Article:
Three weeks ago, conservative Rep. Andy Biggs, R-Ariz., was defeated by GOP Leader Kevin McCarthy in their party's private, internal vote for speaker of the House.
On Tuesday, Biggs said he's launching yet another challenge to McCarthy for speaker - this time in the public vote on the House floor set for Jan. 3.
"I'm running for Speaker to break the establishment," Biggs tweeted, linking to an op-ed in the conservative Daily Caller outlining his opposition to McCarthy. "Kevin McCarthy was created by, elevated by, and maintained by the establishment."
The point of Biggs's second bid for speaker in as many months is not to win the coveted gavel - the former leader of the far-right House Freedom Caucus has zero chance of winning over moderate Republicans who have clashed with his group in the past.
Instead, Biggs is aiming to give his colleagues an alternative to vote for on the House floor and to deny McCarthy the 218 GOP votes he needs to secure the speaker's gavel during the first vote of the new Congress next month.
"People are thrilled that Speaker Nancy Pelosi's reign of Leftist extremism is ending. The question is whether we will be treated to the status quo that will move us along the same path, though perhaps more slowly," Biggs wrote in his op-ed. "Will we elect an establishment Republican as the speaker - think Paul Ryan, or in this case, Ryan's right-hand man, Kevin McCarthy."
Republicans flipped control of the lower chamber in the November midterms, but because they will hold just a razor-thin margin over the Democrats, McCarthy can only afford to lose four GOP votes during the Jan. 3 roll call.
Democrats are expected to back their own leader for speaker, Rep. Hakeem Jeffries, D-N.Y., and five conservative lawmakers are already on record saying they will not vote for McCarthy under any circumstance.
A McCarthy spokesman did not immediately respond to a request for comment. But allies to the California Republican have vowed that McCarthy will take the fight to the House floor rather than quit his quest to be speaker like he did in 2015, when the same group of conservative rabble-rousers threatened his first speaker bid.
If Biggs and other conservatives can successfully block McCarthy from 218 votes - more than half of the total 435 seats in the chamber - it could throw the House into complete chaos. Because House business is essentially at a standstill until lawmakers elect a speaker, members will need to vote again and again until someone secures a simple majority of the votes.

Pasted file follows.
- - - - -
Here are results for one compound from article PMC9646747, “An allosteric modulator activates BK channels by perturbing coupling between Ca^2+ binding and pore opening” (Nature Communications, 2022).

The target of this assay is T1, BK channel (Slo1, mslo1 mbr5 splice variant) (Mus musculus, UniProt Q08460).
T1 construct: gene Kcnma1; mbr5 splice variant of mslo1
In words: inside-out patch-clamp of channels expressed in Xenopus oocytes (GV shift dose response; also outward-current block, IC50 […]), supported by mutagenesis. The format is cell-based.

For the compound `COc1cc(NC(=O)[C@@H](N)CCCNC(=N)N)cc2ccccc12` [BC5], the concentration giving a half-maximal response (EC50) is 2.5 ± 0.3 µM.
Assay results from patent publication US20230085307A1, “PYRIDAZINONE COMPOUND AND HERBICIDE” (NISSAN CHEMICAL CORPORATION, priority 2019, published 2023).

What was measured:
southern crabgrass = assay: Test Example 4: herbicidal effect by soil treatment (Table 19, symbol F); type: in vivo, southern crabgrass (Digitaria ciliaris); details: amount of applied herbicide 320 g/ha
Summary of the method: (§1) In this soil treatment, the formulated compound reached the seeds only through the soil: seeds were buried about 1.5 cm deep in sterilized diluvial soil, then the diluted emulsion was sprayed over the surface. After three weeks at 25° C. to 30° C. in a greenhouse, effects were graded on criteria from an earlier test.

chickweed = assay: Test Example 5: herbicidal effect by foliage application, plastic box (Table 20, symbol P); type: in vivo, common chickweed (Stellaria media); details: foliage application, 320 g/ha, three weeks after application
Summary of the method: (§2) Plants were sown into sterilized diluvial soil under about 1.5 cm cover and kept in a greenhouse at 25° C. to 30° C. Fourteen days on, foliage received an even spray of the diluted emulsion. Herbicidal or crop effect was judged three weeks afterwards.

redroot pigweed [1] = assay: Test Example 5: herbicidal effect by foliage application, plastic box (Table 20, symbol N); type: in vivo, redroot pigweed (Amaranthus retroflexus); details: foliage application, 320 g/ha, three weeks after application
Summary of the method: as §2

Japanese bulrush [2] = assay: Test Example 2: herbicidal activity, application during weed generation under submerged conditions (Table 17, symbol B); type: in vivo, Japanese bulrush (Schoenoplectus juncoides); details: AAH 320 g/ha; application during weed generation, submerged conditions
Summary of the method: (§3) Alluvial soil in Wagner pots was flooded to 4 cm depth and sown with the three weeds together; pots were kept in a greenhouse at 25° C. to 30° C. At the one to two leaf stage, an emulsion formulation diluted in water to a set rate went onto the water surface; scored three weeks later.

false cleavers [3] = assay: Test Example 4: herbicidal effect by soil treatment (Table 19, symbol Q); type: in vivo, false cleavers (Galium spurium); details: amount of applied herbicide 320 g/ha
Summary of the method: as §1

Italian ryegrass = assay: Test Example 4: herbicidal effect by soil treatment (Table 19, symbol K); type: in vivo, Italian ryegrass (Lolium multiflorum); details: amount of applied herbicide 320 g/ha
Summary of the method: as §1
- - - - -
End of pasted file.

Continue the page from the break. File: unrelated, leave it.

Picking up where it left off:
The last time a speaker vote went multiple ballots was exactly a century ago. During a two-month stretch before the Civil War, the House was deadlocked on a choice for speaker, eventually holding 133 votes before settling on Rep. Nathaniel Banks of Massachusetts.
Some moderate GOP McCarthy allies say it would never reach that point. Rep. Don Bacon, R-Neb., told NBC News last month that to avoid potential chaos he would be willing to cross the aisle and team up with Democrats to elect a consensus moderate GOP speaker.
Bacon repeated his threat to conservative "cowboys" during an appearance on C-SPAN on Tuesday, saying they "divide the team, weaken the team" at a time Republicans need to be unified.
"I'm one of the folks who are playing hardball back. We're not going to be held hostage by a small number of people that's going to hurt the team," Bacon said. "So we're going to stand up to this."
In his op-ed Tuesday, Biggs attacked McCarthy for his talks with the White House for a year-end spending package that would "bloat our national debt and extend until next October." By striking a deal before Republicans assume the House majority in January, Biggs argued, "Leader McCarthy is about to eviscerate our leverage for the balance of the Biden presidency."
A past chairman of the Donald Trump-aligned Freedom Caucus, Biggs also knocked McCarthy for proposing a resolution to censure the former president for his role in the Jan. 6 attack on the Capitol and for initially defending then-GOP Conference Chair Liz Cheney, R-Wyo., after she voted to impeach Trump.
McCarthy later called on Cheney to resign from leadership and backed her Trump-endorsed primary challenger, Harriet Hageman, who ousted Cheney in the GOP primary in August.
"Here we have an establishment candidate for speaker of the House who circulated a censure resolution of Trump and protected Liz Cheney when the majority of the Republicans wanted to remove her as their leader," Biggs wrote of McCarthy. "It wasn't until she personally embarrassed him that McCarthy supported her dismissal."
Another Freedom Caucus member and McCarthy foe, Rep. Bob Good, R-Va., has said it's time for Republicans to turn the page on McCarthy and move on to other candidates.
"It's in the best interest of the Congress and the country for [colleagues] to come out publicly to illustrate or demonstrate that he's not going to be speaker," Good told reporters. "He doesn't have the votes to get to 218; he's not going to get to 218.
"The number of public hard 'no' votes is going to just continue to increase," he said.
This article was originally published on NBCNews.com